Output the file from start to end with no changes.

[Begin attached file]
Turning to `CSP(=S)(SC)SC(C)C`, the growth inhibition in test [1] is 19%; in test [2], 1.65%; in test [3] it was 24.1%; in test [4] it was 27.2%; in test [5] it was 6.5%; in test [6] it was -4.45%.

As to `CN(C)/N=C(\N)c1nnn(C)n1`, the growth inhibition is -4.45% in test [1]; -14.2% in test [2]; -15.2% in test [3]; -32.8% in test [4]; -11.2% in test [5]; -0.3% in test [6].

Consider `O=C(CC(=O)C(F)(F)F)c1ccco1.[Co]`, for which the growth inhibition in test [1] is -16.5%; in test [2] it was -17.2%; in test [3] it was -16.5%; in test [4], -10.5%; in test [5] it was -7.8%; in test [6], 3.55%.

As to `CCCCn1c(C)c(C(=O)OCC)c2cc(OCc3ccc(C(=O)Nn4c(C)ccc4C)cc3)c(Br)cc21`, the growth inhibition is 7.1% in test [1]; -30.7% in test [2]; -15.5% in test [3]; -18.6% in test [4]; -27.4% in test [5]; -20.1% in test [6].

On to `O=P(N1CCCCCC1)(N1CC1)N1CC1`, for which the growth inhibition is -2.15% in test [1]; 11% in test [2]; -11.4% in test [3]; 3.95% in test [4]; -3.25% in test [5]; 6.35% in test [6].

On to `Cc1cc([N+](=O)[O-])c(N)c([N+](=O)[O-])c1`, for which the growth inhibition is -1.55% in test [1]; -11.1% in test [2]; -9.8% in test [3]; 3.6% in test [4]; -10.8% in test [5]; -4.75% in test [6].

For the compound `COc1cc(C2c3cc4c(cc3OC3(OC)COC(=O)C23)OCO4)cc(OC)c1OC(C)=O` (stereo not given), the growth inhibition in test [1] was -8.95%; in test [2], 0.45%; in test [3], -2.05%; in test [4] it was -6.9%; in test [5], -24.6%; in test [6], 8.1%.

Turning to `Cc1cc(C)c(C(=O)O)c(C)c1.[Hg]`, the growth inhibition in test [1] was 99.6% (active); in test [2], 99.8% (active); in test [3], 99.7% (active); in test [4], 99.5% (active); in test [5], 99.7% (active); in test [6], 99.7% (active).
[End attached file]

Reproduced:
Turning to `CSP(=S)(SC)SC(C)C`, the growth inhibition in test [1] is 19%; in test [2], 1.65%; in test [3] it was 24.1%; in test [4] it was 27.2%; in test [5] it was 6.5%; in test [6] it was -4.45%.

As to `CN(C)/N=C(\N)c1nnn(C)n1`, the growth inhibition is -4.45% in test [1]; -14.2% in test [2]; -15.2% in test [3]; -32.8% in test [4]; -11.2% in test [5]; -0.3% in test [6].

Consider `O=C(CC(=O)C(F)(F)F)c1ccco1.[Co]`, for which the growth inhibition in test [1] is -16.5%; in test [2] it was -17.2%; in test [3] it was -16.5%; in test [4], -10.5%; in test [5] it was -7.8%; in test [6], 3.55%.

As to `CCCCn1c(C)c(C(=O)OCC)c2cc(OCc3ccc(C(=O)Nn4c(C)ccc4C)cc3)c(Br)cc21`, the growth inhibition is 7.1% in test [1]; -30.7% in test [2]; -15.5% in test [3]; -18.6% in test [4]; -27.4% in test [5]; -20.1% in test [6].

On to `O=P(N1CCCCCC1)(N1CC1)N1CC1`, for which the growth inhibition is -2.15% in test [1]; 11% in test [2]; -11.4% in test [3]; 3.95% in test [4]; -3.25% in test [5]; 6.35% in test [6].

On to `Cc1cc([N+](=O)[O-])c(N)c([N+](=O)[O-])c1`, for which the growth inhibition is -1.55% in test [1]; -11.1% in test [2]; -9.8% in test [3]; 3.6% in test [4]; -10.8% in test [5]; -4.75% in test [6].

For the compound `COc1cc(C2c3cc4c(cc3OC3(OC)COC(=O)C23)OCO4)cc(OC)c1OC(C)=O` (stereo not given), the growth inhibition in test [1] was -8.95%; in test [2], 0.45%; in test [3], -2.05%; in test [4] it was -6.9%; in test [5], -24.6%; in test [6], 8.1%.

Turning to `Cc1cc(C)c(C(=O)O)c(C)c1.[Hg]`, the growth inhibition in test [1] was 99.6% (active); in test [2], 99.8% (active); in test [3], 99.7% (active); in test [4], 99.5% (active); in test [5], 99.7% (active); in test [6], 99.7% (active).